When designing any group event I like to know the numbers – how many people?
I’ve had this rule of thumb, based purely on experience, about selecting activities for a group based on the number of people in that group. (Yes. Yes. There’s also the outcomes, the purpose, the time available etc etc – that’s a whole other post for another day.)
Oh, and this is also based on working alone. With a co-facilitator it’s a different ball game altogether.
Less than 5 people: it’s hard, but not impossible, to do group activities. Probably a conversation is going to work best with this sized group.
5 – 14 people: the most difficult sized group to work with. There’s nowhere to hide. Too many for a conversation, too few for most group activities.
15 – 24: My ideal group size. Most activities work with this number. Easy to break into smaller groups.
25 – 40: Harder, but still OK. The size of the room becomes important here. With this many people, I always want lots of floor space for people to move about. This sized group is prone to break into sub-groups, and there’s lots of different needs to be met. Great to have a co-facilitator with this number.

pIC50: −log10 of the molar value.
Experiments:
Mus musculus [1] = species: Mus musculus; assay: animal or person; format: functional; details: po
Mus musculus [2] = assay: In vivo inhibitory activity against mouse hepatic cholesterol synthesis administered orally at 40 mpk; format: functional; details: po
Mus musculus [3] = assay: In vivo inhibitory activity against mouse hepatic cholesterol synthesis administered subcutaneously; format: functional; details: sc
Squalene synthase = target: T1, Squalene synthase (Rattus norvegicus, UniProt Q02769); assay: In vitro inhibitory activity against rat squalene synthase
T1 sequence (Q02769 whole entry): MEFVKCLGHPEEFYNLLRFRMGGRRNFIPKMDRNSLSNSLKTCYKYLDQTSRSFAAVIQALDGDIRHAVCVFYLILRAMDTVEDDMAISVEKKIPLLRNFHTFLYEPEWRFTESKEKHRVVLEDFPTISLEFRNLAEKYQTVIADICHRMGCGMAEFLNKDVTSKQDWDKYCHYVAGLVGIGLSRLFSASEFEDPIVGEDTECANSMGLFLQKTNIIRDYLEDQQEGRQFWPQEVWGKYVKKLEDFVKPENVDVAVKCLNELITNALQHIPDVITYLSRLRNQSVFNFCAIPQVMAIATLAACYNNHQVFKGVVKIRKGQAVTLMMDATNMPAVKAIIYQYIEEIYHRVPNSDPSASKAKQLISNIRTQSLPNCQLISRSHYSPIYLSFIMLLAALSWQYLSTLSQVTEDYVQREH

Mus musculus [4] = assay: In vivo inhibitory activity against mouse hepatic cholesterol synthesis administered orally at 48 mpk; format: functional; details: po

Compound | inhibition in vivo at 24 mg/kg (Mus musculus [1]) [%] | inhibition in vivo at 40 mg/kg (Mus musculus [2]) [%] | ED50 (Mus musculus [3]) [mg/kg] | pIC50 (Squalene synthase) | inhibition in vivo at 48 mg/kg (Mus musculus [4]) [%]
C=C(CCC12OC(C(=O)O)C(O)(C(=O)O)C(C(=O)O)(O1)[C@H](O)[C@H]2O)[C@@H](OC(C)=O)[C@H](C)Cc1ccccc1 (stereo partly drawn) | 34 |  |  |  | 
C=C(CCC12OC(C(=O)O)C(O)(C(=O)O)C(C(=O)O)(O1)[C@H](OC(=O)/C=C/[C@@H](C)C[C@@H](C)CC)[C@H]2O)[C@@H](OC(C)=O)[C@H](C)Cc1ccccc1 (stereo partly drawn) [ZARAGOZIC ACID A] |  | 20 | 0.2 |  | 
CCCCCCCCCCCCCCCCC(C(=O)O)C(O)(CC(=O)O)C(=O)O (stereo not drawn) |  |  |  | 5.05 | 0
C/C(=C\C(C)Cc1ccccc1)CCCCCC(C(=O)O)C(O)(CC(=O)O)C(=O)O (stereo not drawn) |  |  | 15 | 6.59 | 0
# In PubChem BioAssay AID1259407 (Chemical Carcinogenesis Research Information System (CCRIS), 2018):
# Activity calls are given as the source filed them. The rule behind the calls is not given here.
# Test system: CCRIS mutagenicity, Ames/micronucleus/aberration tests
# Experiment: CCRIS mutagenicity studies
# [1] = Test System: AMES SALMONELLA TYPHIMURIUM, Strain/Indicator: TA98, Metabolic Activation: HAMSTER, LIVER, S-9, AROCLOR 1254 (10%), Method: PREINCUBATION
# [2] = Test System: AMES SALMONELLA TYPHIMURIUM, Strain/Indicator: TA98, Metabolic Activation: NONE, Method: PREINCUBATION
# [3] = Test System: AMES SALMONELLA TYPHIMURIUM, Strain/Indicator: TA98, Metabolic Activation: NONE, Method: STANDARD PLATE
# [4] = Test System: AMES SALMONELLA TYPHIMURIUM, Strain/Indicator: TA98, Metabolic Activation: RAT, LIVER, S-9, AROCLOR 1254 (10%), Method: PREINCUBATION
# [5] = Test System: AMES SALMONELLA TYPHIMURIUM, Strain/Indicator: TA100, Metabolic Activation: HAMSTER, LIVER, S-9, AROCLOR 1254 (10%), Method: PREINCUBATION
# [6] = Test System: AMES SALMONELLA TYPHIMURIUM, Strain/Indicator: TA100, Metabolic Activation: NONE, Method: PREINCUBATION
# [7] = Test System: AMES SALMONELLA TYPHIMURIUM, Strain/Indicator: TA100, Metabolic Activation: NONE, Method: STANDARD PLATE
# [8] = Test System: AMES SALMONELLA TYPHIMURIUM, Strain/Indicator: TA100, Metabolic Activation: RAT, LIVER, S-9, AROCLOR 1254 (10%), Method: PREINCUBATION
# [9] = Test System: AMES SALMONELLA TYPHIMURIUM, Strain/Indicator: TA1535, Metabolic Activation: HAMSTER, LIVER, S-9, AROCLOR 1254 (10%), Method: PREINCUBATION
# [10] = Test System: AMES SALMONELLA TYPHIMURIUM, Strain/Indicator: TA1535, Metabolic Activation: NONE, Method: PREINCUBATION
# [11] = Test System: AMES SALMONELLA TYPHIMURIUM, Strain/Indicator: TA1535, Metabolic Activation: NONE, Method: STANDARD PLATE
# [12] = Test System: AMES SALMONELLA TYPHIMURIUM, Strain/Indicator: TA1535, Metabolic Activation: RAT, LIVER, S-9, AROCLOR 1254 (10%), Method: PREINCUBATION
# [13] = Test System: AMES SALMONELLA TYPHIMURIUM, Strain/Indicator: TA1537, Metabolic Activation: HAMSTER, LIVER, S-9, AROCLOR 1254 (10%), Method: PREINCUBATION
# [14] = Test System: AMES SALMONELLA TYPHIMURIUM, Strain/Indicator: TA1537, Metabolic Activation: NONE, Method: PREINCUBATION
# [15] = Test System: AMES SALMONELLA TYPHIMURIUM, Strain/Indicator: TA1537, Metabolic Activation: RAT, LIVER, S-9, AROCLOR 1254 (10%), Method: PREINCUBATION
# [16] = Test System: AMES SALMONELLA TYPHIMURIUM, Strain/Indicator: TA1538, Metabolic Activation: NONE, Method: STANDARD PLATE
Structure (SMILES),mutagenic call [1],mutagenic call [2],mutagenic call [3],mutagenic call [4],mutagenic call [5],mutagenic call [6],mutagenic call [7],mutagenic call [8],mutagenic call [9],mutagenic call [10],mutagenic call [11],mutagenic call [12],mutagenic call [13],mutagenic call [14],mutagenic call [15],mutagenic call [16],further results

Between 40 and 70: This is tricky. May need a microphone. May need a projector so everyone can see instructions. Need lots of space. Need more time for everything. Really need a co-facilitator! Exhausting.
More than 70: Once you have 70 or more people in the room, it’s a whole new ball game. Large group processes are needed. It’s too easy to default to presentations. Requires facilitators to engage their creative and logistical mind.
And really, for any group, you’re kidding yourself if you think you can control them. They’re human. They’re unpredictable. It can be messy. Yet humans are used to being in groups and working stuff out – especially if we get out of the way. So my real rule of thumb is to get them started on something and then get out of the way – no matter what the group size.Facilitation | Comment (0)